It’s been almost a month since I voted for the first time. I had turned 18 just the month prior. Even before I knew what was on the midterm ballot it had already resonated with me that my vote matters, because that sentiment had been continually echoed by the adult allies in my life.

I googled and talked with folks about what was on the ballot prior to voting and I knew of the issues that were at stake statewide and locally.

I didn’t submit my ballot weeks prior like others had; I only found it the day before Election Day. I sat down and studied like I had a test the next day.

The belief that “everyone who cares had already voted” made me feel shameful despite knowing my pre-registration from two years ago was not confirmed.

After having gone through a tumultuous process of ensuring my registration to vote was valid, a feeling of empowerment and relief resonated after finally submitting my ballot.

After coming home from work at the end of Election Day, I was on my laptop and one by one the results came pouring in.

The majority of the things I voted for – that I cared so passionately about – had lost.

The feeling was strange as a first-time voter. The taxes and bills that were and weren’t imposed wouldn’t take effect until later on, yet the sight of those numbers on my screen made me unsure of my community. When I saw the long process I went through was all to see the issues I cared about lose, I questioned if my vote had even counted.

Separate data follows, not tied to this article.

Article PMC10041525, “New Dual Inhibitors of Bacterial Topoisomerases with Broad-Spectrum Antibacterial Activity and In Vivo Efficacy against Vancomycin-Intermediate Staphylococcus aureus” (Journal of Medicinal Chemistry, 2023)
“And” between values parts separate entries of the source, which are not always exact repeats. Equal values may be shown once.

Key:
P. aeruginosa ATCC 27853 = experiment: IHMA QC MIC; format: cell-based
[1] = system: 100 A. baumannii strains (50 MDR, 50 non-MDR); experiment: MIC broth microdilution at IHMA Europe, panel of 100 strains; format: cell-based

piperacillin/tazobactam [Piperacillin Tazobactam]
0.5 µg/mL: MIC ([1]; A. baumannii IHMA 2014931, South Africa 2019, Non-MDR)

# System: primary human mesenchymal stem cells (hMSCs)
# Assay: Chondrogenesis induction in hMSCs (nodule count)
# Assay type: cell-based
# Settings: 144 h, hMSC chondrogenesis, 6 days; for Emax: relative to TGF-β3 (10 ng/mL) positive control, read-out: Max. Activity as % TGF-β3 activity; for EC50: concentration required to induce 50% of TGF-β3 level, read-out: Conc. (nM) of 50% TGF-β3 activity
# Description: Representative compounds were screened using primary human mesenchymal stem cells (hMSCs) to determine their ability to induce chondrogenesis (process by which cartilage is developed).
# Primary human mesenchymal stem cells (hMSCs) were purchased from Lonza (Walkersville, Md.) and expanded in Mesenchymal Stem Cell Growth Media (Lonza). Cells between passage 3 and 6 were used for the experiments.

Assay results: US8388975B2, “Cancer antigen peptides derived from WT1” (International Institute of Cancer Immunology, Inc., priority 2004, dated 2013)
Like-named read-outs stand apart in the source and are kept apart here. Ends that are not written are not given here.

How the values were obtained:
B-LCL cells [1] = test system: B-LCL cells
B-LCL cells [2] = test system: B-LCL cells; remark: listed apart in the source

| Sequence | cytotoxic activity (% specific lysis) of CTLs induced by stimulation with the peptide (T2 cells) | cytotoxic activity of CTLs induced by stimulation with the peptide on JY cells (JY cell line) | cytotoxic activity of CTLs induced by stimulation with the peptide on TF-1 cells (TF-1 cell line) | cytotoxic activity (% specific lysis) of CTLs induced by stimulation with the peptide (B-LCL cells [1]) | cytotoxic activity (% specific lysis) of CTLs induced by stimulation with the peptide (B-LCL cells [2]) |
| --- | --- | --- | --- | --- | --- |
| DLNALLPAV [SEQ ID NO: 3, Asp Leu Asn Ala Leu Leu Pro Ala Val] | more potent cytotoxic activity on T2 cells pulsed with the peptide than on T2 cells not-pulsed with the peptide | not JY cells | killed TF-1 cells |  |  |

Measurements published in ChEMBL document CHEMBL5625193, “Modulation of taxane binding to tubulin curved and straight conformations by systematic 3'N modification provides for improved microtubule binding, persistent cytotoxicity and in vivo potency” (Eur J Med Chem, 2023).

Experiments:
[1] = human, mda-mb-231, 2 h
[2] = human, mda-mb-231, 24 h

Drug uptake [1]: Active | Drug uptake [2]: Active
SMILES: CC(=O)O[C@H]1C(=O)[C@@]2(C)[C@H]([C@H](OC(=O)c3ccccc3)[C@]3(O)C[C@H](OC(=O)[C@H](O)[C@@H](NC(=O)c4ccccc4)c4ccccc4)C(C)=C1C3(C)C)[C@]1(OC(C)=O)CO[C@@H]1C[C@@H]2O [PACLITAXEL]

I thought of my mother who spent years to be considered an American citizen. I thought of how she and her son, who was a first time voter, had to dissect the ballot together the night before the election. I thought of how she was almost denied the right to vote at the polls the next day because she had a misunderstanding about the ballot instructions.

I thought of members of the community who I had the blessing to interact with. Community members who couldn’t vote because of their citizenship status, but who showed up at every community event. I thought of every door they had shut in their face, pushing for what they knew was right, even if they couldn’t bubble it in on a piece of paper.

I thought my vote didn’t count.

The sacrifice I had seen from community members to push for their beliefs was inspiring. These issues don’t simply go away because an election happened. The push continues for these activists who remain unheard, but impossible to ignore.

Bills and taxes with complex diction need to be understood by the community and shouting at the youth to vote isn’t going to fix all the issue we see. Claiming that younger people are politically unaware shouldn’t even be a valid argument after logging into social media. Guilting younger people to “rock the vote” because some people can’t is pointless.

This is especially so when many younger people aren’t given the opportunity to break down what these bills mean or how to properly take into consideration consequences. The motivation to vote is nullified when the person running for your party’s candidate fails to match your ideals. The generation of technology makes these political issues broadcast in a way that we forget how damaging they are, and it is unavoidable.

As a young adult now, I see that politics are practically unavoidable. It makes sense because these issues on a midterm ballot may not affect you directly, but could damage the community as a whole. Keeping younger people informed is one thing, but putting these situations into perspective is harder to translate.

Almost a month after my first time voting and whether my vote counts or not, the goal is to make the work and sacrifice of my community count.

Raymart Catacutan (he/him/his)

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